Following the senator’s speech, we gathered into a dining room in order to undergo a brief training, led by expert volunteer Steve Wurtzler, who is a second-grade teacher in Chelmsford, MA. Mr. Wurtzler explained the bundle of papers in our clipboard, including how to read the data sheets that listed each resident’s name, gender, age, and political affiliation. We also received a map to help us locate the specific roads we were assigned to, as well as a sheet proposing sample questions and responses we could use when conversing with the locals. Once the training was over, Mr. Wurtzler and the rest of the team wished us luck, handing us granola bars, Hillary stickers, and water bottles and reminding us to just be ourselves.
After maneuvering the map ungracefully and walking in the wrong direction for around ten minutes, Naqiya (my canvassing partner) and I finally found the first house on our list. We quickly scanned the resident’s information and walked up to the front porch, knocking on the door hesitantly and being especially careful to stand at a friendly but comfortable distance from the entrance. We held our breaths and waited around for four minutes, and finally realized that there was no one home. We awkwardly unbound the stack of brochures and tucked it into the side of the door (since it is illegal to leave them in mailboxes) and quickly headed off to the next house.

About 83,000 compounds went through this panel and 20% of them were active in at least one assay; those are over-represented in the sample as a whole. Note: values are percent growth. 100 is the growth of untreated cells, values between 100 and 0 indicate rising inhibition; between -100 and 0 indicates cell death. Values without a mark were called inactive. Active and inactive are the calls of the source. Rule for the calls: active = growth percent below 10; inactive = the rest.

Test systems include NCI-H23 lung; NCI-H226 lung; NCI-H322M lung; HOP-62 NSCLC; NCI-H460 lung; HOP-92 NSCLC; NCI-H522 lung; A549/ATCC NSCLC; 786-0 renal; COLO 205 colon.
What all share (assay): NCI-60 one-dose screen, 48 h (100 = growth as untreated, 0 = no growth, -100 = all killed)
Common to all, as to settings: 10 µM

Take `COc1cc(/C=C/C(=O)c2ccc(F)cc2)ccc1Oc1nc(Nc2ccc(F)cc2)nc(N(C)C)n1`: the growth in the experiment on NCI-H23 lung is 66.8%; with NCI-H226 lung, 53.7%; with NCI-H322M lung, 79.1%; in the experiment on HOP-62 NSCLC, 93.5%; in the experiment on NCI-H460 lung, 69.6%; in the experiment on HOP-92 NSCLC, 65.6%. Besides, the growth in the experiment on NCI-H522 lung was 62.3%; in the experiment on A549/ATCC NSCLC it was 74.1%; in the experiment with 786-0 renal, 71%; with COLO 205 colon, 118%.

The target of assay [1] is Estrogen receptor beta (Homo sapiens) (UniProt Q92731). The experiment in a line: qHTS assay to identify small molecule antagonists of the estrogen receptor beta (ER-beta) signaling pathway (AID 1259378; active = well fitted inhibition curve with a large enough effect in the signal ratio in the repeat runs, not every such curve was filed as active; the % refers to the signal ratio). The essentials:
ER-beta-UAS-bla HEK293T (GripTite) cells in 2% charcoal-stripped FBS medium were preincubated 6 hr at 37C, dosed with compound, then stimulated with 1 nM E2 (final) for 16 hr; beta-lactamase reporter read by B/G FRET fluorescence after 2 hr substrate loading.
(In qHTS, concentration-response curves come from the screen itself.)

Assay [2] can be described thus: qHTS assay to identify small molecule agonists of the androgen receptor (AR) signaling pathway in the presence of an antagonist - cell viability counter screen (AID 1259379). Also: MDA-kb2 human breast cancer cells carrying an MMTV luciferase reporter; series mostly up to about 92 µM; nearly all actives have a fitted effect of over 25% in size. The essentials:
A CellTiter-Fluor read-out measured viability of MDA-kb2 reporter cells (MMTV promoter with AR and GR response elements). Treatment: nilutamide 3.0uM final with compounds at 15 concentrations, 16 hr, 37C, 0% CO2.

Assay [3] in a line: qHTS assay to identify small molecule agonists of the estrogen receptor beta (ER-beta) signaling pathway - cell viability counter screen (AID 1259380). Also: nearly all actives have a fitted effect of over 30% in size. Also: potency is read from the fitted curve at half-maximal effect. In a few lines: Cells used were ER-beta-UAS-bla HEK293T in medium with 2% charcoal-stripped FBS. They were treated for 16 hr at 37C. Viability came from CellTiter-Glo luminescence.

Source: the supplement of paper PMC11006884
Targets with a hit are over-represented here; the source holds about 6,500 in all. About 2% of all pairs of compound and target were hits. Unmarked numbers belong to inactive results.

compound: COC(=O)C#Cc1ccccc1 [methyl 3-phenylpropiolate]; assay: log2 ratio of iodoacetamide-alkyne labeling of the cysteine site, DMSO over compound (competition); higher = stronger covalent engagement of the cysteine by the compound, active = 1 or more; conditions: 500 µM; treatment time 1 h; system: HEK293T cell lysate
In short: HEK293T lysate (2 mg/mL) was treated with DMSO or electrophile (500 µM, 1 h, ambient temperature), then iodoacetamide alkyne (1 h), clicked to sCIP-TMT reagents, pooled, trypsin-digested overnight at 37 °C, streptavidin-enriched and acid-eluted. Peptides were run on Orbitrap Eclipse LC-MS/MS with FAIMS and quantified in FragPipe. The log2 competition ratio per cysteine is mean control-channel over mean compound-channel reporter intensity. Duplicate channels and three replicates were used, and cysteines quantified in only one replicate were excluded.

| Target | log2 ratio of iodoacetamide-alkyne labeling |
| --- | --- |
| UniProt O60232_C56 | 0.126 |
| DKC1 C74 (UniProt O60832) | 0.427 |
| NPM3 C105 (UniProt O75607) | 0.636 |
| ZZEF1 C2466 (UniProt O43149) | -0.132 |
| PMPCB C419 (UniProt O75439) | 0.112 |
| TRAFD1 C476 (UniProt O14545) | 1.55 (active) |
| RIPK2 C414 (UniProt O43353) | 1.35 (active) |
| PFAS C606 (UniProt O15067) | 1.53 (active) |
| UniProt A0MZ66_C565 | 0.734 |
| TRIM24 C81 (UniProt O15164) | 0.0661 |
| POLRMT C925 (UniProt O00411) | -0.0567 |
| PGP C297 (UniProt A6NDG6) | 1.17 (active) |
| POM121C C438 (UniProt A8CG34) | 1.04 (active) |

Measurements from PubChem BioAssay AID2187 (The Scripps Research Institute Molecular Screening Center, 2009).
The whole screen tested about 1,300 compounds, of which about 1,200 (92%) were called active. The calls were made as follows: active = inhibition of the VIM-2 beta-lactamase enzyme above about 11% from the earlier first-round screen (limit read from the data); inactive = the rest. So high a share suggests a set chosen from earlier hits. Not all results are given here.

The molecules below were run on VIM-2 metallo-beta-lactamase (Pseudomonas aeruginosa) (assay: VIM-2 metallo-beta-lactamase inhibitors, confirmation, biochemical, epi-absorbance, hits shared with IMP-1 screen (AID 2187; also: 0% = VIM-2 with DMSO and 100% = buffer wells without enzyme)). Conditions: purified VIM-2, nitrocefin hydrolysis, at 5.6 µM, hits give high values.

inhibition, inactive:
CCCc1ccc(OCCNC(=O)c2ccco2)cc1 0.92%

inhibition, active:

Naqiya prepares to speak to the locals about Maggie Hassan by skimming her brochures.
This similar scenario continued to repeat itself for the most part; out of the eleven houses we got to in the forty-five minutes we had, only two people answered their doors. Most people seemed to be away from home or perhaps unwilling to answer their doors; however, the people we were fortunate enough to converse with were very amicable and understanding. Once we returned, we handed in our data sheets and were treated to some refreshments while we waited for the others to arrive. Most people collected similar results to ours: one group also reached eleven homes while another reached eighteen. In the end, everyone was a little fatigued but very content with their experiences, all of us eager to go canvassing again as soon as possible. In general, canvassing was a terrific way to spend a beautiful fall morning, as I got to contribute to the democratic process while spending time with good friends.
So if you and your politically active buddies are looking for an activity to do this weekend, try canvassing! Although the right to vote is reserved for adults only, the right to freedom of speech pertains to Americans of all ages, including youth, so I urge you to exercise your right and contribute as much as you can to the campaigns you support in order to shape your community in the way you feel it should be shaped. And if you are not a fan of conversing with strangers, there are still plenty of other volunteering opportunities out there; just contact the people involved with the campaigns in your area and they will be more than happy to have your help.